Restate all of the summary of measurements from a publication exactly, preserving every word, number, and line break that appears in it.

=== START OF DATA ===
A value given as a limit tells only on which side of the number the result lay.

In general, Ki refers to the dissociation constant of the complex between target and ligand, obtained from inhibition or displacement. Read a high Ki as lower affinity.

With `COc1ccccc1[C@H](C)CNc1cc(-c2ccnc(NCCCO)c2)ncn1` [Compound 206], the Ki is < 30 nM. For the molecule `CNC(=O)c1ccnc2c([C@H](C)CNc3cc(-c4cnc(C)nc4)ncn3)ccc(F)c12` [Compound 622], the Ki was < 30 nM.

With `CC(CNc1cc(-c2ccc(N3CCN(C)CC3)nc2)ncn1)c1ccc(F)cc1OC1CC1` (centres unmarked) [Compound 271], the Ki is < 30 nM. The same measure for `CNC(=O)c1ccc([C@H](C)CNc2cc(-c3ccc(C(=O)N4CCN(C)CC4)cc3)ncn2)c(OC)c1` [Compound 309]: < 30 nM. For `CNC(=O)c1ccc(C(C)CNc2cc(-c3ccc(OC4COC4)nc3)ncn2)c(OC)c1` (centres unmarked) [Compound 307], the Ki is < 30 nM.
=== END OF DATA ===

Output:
A value given as a limit tells only on which side of the number the result lay.

In general, Ki refers to the dissociation constant of the complex between target and ligand, obtained from inhibition or displacement. Read a high Ki as lower affinity.

With `COc1ccccc1[C@H](C)CNc1cc(-c2ccnc(NCCCO)c2)ncn1` [Compound 206], the Ki is < 30 nM. For the molecule `CNC(=O)c1ccnc2c([C@H](C)CNc3cc(-c4cnc(C)nc4)ncn3)ccc(F)c12` [Compound 622], the Ki was < 30 nM.

With `CC(CNc1cc(-c2ccc(N3CCN(C)CC3)nc2)ncn1)c1ccc(F)cc1OC1CC1` (centres unmarked) [Compound 271], the Ki is < 30 nM. The same measure for `CNC(=O)c1ccc([C@H](C)CNc2cc(-c3ccc(C(=O)N4CCN(C)CC4)cc3)ncn2)c(OC)c1` [Compound 309]: < 30 nM. For `CNC(=O)c1ccc(C(C)CNc2cc(-c3ccc(OC4COC4)nc3)ncn2)c(OC)c1` (centres unmarked) [Compound 307], the Ki is < 30 nM.